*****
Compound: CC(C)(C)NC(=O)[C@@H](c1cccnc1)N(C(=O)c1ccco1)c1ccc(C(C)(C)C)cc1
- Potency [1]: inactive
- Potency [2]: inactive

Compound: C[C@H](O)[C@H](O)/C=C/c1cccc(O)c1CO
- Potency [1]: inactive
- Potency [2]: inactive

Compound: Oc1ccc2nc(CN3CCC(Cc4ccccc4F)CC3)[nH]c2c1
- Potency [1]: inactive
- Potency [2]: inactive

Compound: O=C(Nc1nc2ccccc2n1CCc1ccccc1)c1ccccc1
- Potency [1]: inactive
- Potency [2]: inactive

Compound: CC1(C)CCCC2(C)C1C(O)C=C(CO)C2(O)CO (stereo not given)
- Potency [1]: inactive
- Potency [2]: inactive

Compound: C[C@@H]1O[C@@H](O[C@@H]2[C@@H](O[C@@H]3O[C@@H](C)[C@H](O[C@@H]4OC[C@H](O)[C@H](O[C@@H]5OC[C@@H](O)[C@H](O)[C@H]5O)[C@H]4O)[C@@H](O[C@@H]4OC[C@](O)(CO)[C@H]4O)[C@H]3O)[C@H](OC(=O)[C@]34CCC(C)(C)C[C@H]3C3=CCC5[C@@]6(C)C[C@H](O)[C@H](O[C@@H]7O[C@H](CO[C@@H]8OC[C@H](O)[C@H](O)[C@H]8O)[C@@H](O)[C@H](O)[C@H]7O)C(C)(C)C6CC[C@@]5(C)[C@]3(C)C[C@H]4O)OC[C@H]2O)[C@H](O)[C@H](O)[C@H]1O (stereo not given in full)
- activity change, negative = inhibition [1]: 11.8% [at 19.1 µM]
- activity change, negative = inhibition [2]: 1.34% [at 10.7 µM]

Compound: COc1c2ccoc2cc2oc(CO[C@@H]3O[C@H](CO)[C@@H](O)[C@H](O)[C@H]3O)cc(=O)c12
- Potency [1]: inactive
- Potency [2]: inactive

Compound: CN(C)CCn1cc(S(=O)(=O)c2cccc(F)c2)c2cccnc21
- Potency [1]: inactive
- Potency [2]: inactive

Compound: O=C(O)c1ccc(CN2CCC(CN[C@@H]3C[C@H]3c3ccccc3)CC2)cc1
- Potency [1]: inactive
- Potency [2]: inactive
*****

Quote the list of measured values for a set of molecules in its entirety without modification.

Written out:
Compound: CC(C)(C)NC(=O)[C@@H](c1cccnc1)N(C(=O)c1ccco1)c1ccc(C(C)(C)C)cc1
- Potency [1]: inactive
- Potency [2]: inactive

Compound: C[C@H](O)[C@H](O)/C=C/c1cccc(O)c1CO
- Potency [1]: inactive
- Potency [2]: inactive

Compound: Oc1ccc2nc(CN3CCC(Cc4ccccc4F)CC3)[nH]c2c1
- Potency [1]: inactive
- Potency [2]: inactive

Compound: O=C(Nc1nc2ccccc2n1CCc1ccccc1)c1ccccc1
- Potency [1]: inactive
- Potency [2]: inactive

Compound: CC1(C)CCCC2(C)C1C(O)C=C(CO)C2(O)CO (stereo not given)
- Potency [1]: inactive
- Potency [2]: inactive

Compound: C[C@@H]1O[C@@H](O[C@@H]2[C@@H](O[C@@H]3O[C@@H](C)[C@H](O[C@@H]4OC[C@H](O)[C@H](O[C@@H]5OC[C@@H](O)[C@H](O)[C@H]5O)[C@H]4O)[C@@H](O[C@@H]4OC[C@](O)(CO)[C@H]4O)[C@H]3O)[C@H](OC(=O)[C@]34CCC(C)(C)C[C@H]3C3=CCC5[C@@]6(C)C[C@H](O)[C@H](O[C@@H]7O[C@H](CO[C@@H]8OC[C@H](O)[C@H](O)[C@H]8O)[C@@H](O)[C@H](O)[C@H]7O)C(C)(C)C6CC[C@@]5(C)[C@]3(C)C[C@H]4O)OC[C@H]2O)[C@H](O)[C@H](O)[C@H]1O (stereo not given in full)
- activity change, negative = inhibition [1]: 11.8% [at 19.1 µM]
- activity change, negative = inhibition [2]: 1.34% [at 10.7 µM]

Compound: COc1c2ccoc2cc2oc(CO[C@@H]3O[C@H](CO)[C@@H](O)[C@H](O)[C@H]3O)cc(=O)c12
- Potency [1]: inactive
- Potency [2]: inactive

Compound: CN(C)CCn1cc(S(=O)(=O)c2cccc(F)c2)c2cccnc21
- Potency [1]: inactive
- Potency [2]: inactive

Compound: O=C(O)c1ccc(CN2CCC(CN[C@@H]3C[C@H]3c3ccccc3)CC2)cc1
- Potency [1]: inactive
- Potency [2]: inactive